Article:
The applanating cone in SMILE is a closed system and, once applanated on the cornea and surrounding sclera with suction, is air and water tight. Patient anxiety during the procedure with subsequent hyperventilation may result in excessive exhalation. This hot humid breath on contact with the cool dehumidified air of the operating room reaches its dew point and condenses. In our case, the exhaled breath escaped through the pores of the mask and the opening of the drape sheet, condensing on the patient interface prior to corneal applanation. In addition, the fogging is not visible during the infrared light centration check.
In conclusion, use of face masks to prevent spread of COVID-19 has led to a unique set of complications in the ophthalmic operating room. Attenuation of femtosecond laser beam through foggy interfaces has scientifically been proven, and hence, all factors leading to that should be eliminated. Sealing the top of the face mask with well-adhering micropore and readjustment of face masks could be a few suggestions. In addition, the patients could be advised to remove the mask just prior to the draping procedure. However, clinicians should consider the risk of viral transmission from a patient without a mask, and a real-time polymerase chain reaction test for COVID-19 could be requested prior to the procedure. Removing masks also improves patient comfort by avoiding hypoxia and claustrophobia. The other concern with intraoperative mask wearing, during both laser refractive and intraocular surgery, could be a remote possibility of an increased risk for infection, secondary to exhaled moist breath over the operating field. The applanation cone surface should be checked for fogging or steam droplets before firing the laser and replaced if needed.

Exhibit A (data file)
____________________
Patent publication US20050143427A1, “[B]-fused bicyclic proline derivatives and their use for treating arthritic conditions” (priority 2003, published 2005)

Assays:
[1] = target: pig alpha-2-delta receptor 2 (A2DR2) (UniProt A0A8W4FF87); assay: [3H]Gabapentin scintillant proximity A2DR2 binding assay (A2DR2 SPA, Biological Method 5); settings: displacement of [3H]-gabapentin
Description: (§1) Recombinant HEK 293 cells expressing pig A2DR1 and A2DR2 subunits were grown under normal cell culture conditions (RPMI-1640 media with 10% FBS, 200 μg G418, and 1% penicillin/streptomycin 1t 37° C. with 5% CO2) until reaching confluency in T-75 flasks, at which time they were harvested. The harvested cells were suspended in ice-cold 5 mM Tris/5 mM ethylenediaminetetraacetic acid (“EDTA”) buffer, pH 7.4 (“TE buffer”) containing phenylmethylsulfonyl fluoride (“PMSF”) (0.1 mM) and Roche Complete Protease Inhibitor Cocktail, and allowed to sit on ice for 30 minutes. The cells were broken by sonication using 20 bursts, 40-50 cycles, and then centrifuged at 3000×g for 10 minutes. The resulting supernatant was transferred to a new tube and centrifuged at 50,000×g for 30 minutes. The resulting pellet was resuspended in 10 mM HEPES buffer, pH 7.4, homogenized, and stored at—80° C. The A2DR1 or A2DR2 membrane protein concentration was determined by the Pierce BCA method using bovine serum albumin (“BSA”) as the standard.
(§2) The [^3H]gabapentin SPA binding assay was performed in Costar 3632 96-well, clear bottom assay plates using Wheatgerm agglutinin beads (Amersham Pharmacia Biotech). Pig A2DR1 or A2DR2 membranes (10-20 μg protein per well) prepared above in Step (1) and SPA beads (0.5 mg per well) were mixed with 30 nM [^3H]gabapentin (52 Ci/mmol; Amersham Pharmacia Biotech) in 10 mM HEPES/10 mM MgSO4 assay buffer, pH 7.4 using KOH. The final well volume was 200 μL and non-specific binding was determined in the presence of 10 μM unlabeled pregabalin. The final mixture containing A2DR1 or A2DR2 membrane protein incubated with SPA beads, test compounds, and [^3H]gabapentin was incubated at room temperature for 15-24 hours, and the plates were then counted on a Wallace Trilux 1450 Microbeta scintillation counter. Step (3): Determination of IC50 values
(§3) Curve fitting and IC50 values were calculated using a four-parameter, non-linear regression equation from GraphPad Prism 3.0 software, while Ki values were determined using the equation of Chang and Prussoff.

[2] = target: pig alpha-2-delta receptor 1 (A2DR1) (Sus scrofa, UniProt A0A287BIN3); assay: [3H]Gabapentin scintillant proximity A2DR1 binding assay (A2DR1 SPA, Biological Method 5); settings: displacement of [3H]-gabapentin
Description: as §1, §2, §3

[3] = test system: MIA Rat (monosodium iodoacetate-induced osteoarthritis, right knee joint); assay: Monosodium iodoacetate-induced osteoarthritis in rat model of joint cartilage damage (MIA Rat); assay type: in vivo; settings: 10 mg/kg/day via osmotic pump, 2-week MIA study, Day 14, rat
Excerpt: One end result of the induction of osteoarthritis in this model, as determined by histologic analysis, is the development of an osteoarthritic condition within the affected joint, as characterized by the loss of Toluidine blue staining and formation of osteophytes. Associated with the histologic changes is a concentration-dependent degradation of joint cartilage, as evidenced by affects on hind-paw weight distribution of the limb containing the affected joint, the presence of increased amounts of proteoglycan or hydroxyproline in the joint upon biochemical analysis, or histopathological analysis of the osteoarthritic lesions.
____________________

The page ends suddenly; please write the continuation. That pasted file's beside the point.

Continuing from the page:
WHAT WAS KNOWN
- Face masks are presently the mainstay for prevention of disease transmission during the COVID-19 pandemic.
- Attenuation of femtosecond laser beam occurs through foggy medium.
WHAT THIS PAPER ADDS
- A rare complication of interface fogging with subsequent interruption of femtosecond laser delivery, secondary to face mask wear, is reported.
- Adjusting the masks, additional use of micropore, and replacing the fogged interface may be necessary to prevent this unique complication.